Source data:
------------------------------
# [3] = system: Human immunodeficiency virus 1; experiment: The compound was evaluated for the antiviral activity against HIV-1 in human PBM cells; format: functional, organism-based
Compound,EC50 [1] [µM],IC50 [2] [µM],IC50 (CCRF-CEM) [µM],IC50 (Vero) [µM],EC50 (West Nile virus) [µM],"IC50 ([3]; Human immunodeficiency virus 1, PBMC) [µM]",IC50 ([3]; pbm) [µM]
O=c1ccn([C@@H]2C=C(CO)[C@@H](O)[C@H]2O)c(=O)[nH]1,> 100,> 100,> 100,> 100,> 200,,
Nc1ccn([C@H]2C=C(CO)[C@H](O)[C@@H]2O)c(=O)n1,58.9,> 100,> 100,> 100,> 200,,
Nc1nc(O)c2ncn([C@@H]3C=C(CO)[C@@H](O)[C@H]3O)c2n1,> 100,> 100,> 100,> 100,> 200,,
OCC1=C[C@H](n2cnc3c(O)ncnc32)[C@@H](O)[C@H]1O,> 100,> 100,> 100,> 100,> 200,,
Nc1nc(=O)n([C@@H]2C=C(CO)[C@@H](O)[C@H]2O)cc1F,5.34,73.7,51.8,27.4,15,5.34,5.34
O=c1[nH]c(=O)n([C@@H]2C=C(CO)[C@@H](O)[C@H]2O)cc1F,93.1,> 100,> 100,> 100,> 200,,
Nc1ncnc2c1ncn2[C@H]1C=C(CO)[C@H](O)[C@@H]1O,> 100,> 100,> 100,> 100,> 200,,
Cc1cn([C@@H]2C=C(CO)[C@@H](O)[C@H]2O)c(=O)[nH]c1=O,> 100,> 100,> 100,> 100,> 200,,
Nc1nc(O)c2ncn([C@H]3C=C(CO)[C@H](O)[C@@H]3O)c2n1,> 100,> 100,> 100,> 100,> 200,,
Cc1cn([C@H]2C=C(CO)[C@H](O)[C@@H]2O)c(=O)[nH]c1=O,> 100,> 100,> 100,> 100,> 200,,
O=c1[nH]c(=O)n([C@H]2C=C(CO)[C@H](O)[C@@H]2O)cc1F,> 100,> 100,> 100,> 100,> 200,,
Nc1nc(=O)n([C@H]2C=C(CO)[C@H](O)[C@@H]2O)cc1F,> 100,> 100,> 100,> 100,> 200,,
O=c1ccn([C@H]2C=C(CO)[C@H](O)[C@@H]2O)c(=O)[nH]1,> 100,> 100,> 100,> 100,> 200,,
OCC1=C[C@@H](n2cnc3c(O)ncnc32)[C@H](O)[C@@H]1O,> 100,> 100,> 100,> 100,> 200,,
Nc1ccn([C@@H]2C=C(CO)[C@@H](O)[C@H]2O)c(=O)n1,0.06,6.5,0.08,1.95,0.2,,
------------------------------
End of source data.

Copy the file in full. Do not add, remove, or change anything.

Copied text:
# [3] = system: Human immunodeficiency virus 1; experiment: The compound was evaluated for the antiviral activity against HIV-1 in human PBM cells; format: functional, organism-based
Compound,EC50 [1] [µM],IC50 [2] [µM],IC50 (CCRF-CEM) [µM],IC50 (Vero) [µM],EC50 (West Nile virus) [µM],"IC50 ([3]; Human immunodeficiency virus 1, PBMC) [µM]",IC50 ([3]; pbm) [µM]
O=c1ccn([C@@H]2C=C(CO)[C@@H](O)[C@H]2O)c(=O)[nH]1,> 100,> 100,> 100,> 100,> 200,,
Nc1ccn([C@H]2C=C(CO)[C@H](O)[C@@H]2O)c(=O)n1,58.9,> 100,> 100,> 100,> 200,,
Nc1nc(O)c2ncn([C@@H]3C=C(CO)[C@@H](O)[C@H]3O)c2n1,> 100,> 100,> 100,> 100,> 200,,
OCC1=C[C@H](n2cnc3c(O)ncnc32)[C@@H](O)[C@H]1O,> 100,> 100,> 100,> 100,> 200,,
Nc1nc(=O)n([C@@H]2C=C(CO)[C@@H](O)[C@H]2O)cc1F,5.34,73.7,51.8,27.4,15,5.34,5.34
O=c1[nH]c(=O)n([C@@H]2C=C(CO)[C@@H](O)[C@H]2O)cc1F,93.1,> 100,> 100,> 100,> 200,,
Nc1ncnc2c1ncn2[C@H]1C=C(CO)[C@H](O)[C@@H]1O,> 100,> 100,> 100,> 100,> 200,,
Cc1cn([C@@H]2C=C(CO)[C@@H](O)[C@H]2O)c(=O)[nH]c1=O,> 100,> 100,> 100,> 100,> 200,,
Nc1nc(O)c2ncn([C@H]3C=C(CO)[C@H](O)[C@@H]3O)c2n1,> 100,> 100,> 100,> 100,> 200,,
Cc1cn([C@H]2C=C(CO)[C@H](O)[C@@H]2O)c(=O)[nH]c1=O,> 100,> 100,> 100,> 100,> 200,,
O=c1[nH]c(=O)n([C@H]2C=C(CO)[C@H](O)[C@@H]2O)cc1F,> 100,> 100,> 100,> 100,> 200,,
Nc1nc(=O)n([C@H]2C=C(CO)[C@H](O)[C@@H]2O)cc1F,> 100,> 100,> 100,> 100,> 200,,
O=c1ccn([C@H]2C=C(CO)[C@H](O)[C@@H]2O)c(=O)[nH]1,> 100,> 100,> 100,> 100,> 200,,
OCC1=C[C@@H](n2cnc3c(O)ncnc32)[C@H](O)[C@@H]1O,> 100,> 100,> 100,> 100,> 200,,
Nc1ccn([C@@H]2C=C(CO)[C@@H](O)[C@H]2O)c(=O)n1,0.06,6.5,0.08,1.95,0.2,,